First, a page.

With ‘Gold: Greatest Hits’, I Revisit The Peculiar, Yet Ultimately Satisfying Music Of Pop Rock & Disco Act ABBA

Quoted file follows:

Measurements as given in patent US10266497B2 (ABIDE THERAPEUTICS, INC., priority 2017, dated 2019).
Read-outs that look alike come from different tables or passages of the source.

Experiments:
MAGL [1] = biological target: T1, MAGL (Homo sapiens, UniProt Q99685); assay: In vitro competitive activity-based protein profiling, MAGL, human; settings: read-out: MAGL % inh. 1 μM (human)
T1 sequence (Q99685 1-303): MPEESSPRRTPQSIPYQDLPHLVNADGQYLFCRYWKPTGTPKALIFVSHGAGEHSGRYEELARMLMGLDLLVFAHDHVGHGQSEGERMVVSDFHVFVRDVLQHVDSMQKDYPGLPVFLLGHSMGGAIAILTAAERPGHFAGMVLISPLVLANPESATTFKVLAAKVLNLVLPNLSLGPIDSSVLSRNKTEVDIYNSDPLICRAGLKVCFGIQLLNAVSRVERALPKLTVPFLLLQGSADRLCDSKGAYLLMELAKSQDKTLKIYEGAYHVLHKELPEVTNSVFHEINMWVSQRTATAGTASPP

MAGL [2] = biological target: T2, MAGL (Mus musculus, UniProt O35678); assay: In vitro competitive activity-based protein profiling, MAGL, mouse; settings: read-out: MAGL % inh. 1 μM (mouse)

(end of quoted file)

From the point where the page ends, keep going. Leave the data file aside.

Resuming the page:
I used to work at a comic book store and at this store the employees could bring in their own music when the boss wasn’t there – our selections ran the gamut from R&B to Metal to Salsa – yet we had pretty much a no Hip Hop policy that really pissed me off – yet the perks of all the music being played was that I was exposed to some styles I never in a million years would have sought out. A colleague of mine – a big Led Zeppelin fan, was curiously for me also a huge fan of ABBA, and though at first I resisted this music as being too corny, I do remember that I was eventually taken aback by some stellar songwriting moments amidst all the cheesiness. Though they are classified as a Pop, Pop Rock, and Disco band, I feel that their experimental Disco parts are where the band really dated itself – not just because of what the actually sound of all that proto-synth sounded like, but because of their desire to incorporate these baroque classical elements into the beat which makes it sound so – how shall I say this – ‘music teacher square.’ Disco and orchestration went together like peanut butter and jelly in its day, I am well aware, but it was this synergy that always sounded off to me, whereas when it came to Disco’s real appeal for me, I much preferred the underlying Funk elements – the real reason why it was dance music, and not all the epic flutes and strings which by their very nature bled into the soundless spaces that are necessary to keep things truly funky. Add to this the fact that Disco was more mechanical than syncopated like Funk – and no Disco was more mechanical than the stuff coming out of Europe, inspired by and large by ABBA’s international success. Alas, theirs was really great Pop in general, no doubt about it, and it is funny because I really like the other CD that my coworker often played in conjunction – that of the Swedish Rock band The Cardigans. Though they were separated by 2 decades of activity (ABBA started in 1972, while The Cardigans began in 1992), there is no surprise that they have the same Pop Rock spirit and they are both from Sweden. But back to the ones who started it all – ABBA, even for all their corny and kooky electro disco Euro Dance symphonic missteps (in my more modern assessment), this extremely talented group also authored some of the most complex arrangements in Pop history, with literally each track consisting of wild transitions, not just melodically but instrumentally – kind of like they were determined to use every tool at their disposal in order to express the multitudes of styles ping ponging inside their creative minds.